In the late 1970s and early ’80s, the toy most coveted by kids was the Atari 2600 Video Computer System. While the graphics seem rudimentary by today’s near photo-realistic 3D gaming standards, when the VCS was released for Christmas of 1977, it was revolutionary to be able to interact with your TV set in such a way.
In fact, Atari set the whole video-game craze in motion with its 1972 coin-operated arcade game Pong. Even though Nutting Associates technically produced the first arcade computer game, 1971’s Computer Space, no one paid attention to this new form of entertainment until the game’s creator, Nolan Bushnell, formed a new company of his own called Atari and released Pong. During the arcade years that followed, Atari made several coin-operated hits: Breakout, Atari Football, Asteroids, Battlezone, Missile Command, Centipede, Dig Dug, Pole Position, Marble Madness, Gauntlet, and even Star Wars.
Atari also did not introduce the first home video-gaming console, but it did make the most successful one of the era. Kids would cram around TVs in rec rooms, fighting over the black joysticks with red fire buttons, playing games like Canyon Bomber, Adventure, Kaboom!, Superman, Spike’s Peak, Barnstorming, Yars’ Revenge, and Pitfall! Atari churned out hundreds of game cartridges, including some of popular coin-operated machine titles like its own Pong and Midway’s Pac-Man and Ms. Pac-Man, as well as games based on movies.
At the height of its success in 1982, Atari introduced the new 5200 system. Even though the company was advertising its games during prime Saturday morning cartoon time, Atari now faced tough competition from the Commodore 64 and ColecoVision. Atari faded out of fashion by 1985, when the Nintendo Entertainment System (NES) was introduced.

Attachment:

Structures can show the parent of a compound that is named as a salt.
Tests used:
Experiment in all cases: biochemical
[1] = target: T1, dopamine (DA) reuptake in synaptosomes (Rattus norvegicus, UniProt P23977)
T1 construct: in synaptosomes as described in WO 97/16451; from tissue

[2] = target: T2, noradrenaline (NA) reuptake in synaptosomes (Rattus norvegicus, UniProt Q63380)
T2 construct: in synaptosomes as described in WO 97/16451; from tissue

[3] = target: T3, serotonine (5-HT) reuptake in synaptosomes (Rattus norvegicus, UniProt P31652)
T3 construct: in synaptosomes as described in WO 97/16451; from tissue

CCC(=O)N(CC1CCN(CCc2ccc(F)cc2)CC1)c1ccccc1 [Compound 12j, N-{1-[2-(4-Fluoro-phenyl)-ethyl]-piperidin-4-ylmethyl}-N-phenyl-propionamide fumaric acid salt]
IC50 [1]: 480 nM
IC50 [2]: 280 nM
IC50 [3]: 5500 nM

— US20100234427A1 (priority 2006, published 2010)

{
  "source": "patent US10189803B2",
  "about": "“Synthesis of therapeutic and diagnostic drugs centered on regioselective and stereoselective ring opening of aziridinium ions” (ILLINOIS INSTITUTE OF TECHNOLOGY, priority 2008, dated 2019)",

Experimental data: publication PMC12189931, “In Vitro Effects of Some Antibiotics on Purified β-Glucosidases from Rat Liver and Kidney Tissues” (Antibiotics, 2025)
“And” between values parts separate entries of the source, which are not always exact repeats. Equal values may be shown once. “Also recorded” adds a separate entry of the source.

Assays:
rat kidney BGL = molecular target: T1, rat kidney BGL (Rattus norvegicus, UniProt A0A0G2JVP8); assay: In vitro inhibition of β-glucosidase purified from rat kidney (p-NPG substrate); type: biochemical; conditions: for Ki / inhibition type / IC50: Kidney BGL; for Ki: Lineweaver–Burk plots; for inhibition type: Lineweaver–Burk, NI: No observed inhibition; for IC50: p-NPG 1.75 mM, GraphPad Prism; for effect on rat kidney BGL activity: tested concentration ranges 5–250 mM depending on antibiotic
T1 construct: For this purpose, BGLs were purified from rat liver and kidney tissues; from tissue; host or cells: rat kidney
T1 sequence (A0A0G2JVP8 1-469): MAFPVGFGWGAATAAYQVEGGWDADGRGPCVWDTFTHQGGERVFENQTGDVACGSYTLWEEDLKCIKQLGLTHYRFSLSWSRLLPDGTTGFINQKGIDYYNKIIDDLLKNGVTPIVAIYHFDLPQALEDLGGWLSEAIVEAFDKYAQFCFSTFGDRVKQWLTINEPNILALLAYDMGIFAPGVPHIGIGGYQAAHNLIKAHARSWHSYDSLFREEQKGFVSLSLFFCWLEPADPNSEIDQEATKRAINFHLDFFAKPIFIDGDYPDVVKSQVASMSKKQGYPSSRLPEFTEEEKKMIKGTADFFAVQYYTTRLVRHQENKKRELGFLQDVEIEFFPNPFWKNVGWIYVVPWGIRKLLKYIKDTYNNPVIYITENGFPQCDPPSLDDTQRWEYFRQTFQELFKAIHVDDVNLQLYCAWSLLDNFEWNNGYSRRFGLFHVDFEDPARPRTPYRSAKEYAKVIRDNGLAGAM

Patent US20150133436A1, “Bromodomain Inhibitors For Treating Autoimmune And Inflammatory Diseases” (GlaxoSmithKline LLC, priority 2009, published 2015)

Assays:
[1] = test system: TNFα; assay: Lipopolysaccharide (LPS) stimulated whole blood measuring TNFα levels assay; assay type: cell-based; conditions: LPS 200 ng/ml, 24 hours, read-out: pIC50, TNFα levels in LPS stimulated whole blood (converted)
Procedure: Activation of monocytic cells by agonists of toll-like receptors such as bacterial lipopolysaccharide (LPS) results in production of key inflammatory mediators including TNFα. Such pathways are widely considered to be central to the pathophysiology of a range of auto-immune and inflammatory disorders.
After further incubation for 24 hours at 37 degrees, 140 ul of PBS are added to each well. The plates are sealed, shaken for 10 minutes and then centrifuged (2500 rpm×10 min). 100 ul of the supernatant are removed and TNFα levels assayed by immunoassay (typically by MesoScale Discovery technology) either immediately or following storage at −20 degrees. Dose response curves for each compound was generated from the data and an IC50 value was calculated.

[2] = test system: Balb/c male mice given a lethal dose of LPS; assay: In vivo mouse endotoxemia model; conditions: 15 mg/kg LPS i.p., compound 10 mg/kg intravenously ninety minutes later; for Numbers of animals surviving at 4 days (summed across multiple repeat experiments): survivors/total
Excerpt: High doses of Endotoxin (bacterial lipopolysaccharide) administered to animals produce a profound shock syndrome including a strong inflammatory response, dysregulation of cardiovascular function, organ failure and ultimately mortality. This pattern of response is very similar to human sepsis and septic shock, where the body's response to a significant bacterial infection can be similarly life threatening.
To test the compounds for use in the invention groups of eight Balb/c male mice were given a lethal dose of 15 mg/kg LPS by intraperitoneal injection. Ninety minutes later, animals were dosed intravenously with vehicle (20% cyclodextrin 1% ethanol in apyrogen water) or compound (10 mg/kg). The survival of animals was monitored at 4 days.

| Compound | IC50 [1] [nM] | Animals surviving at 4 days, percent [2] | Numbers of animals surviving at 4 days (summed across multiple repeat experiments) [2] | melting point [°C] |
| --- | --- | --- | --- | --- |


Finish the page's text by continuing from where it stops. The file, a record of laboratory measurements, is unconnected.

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The Atari Action Figures We Never HadKotaku, March 6th
of Atari characters, similar to what you can see on the boxes. A line-up of action figures (and maybe a few vehicles) based on these games could have been fun, sitting next to all the G.I. Joe and He-Man figures. Even though thanks to the Atari...Read more
'Games were supposed to be a fun career choice: Now I'm afraid I'll get murdered'Business Insider, March 5th
The next panelist, EA creative director Amy Hennig, discussed her love affair with old-school arcades and the Atari 2600, which eventually faded. She went to film school instead, and her dream was to become a cinematographer. But she was told it was...Read more
Tomorrow Daily 140: Google's Atari AI, a futuristic doghouse for £20000 and moreCNET, March 5th
First, there's an AI from Google that doesn't know any of the rules to 39 different Atari 2600 games, but learns how to improve after hundreds of play sessions and develops its own strategies over time. Then, we discuss Pleurobot, a robot that looks...Read more
Google Team Programmed Machines to “Play” Atari 2600 Video GamesYour Single Source for News, March 1st
The team programmed machines to “play” Atari 2600 video games. And, guess what: the algorithm used in these experiments artificially “learned” how to play these games a “more than 75 percent of the level of a professional human player,” according to...Read more
A computer taught itself to play 49 Atari 2600 gamesThe Daily Dot, February 26th
Deep Mind, a company acquired by Google in 2014, has built an artificial intelligence that taught itself how to play 49 different games for the Atari 2600 game console. The games are ancient in their simplicity compared to modern fare—the Atari 2600...Read more
LEGO Atari 2600 & TV Diorama: My Old BasementTechnabob (blog), February 26th
The latest custom LEGO set from professional builder Chris “Powerpig” McVeigh is for 80s kids. It has an Atari 2600, a TV, a few toys and trinkets and most of all a drab orange and brown rug. You can practically feel the fibers under your feet...Read more
AI masters 49 Atari 2600 games without instructionsArs Technica, February 25th
Artificial intelligence, machines and software with the ability to think for themselves, can be used for a variety of applications ranging from military technology to everyday services like automated telephone systems. However, none of the systems that...Read more
Atari Pioneer Steve Bristow Passes AwayGameSpot, February 24th
Atari engineer Steve Bristow, an early employee who conceptualized Breakout and was instrumental in designing the Atari 2600, has passed away. Company founder Nolan Bushnell has previously described Bristow as a games industry pioneer. Bristow...Read more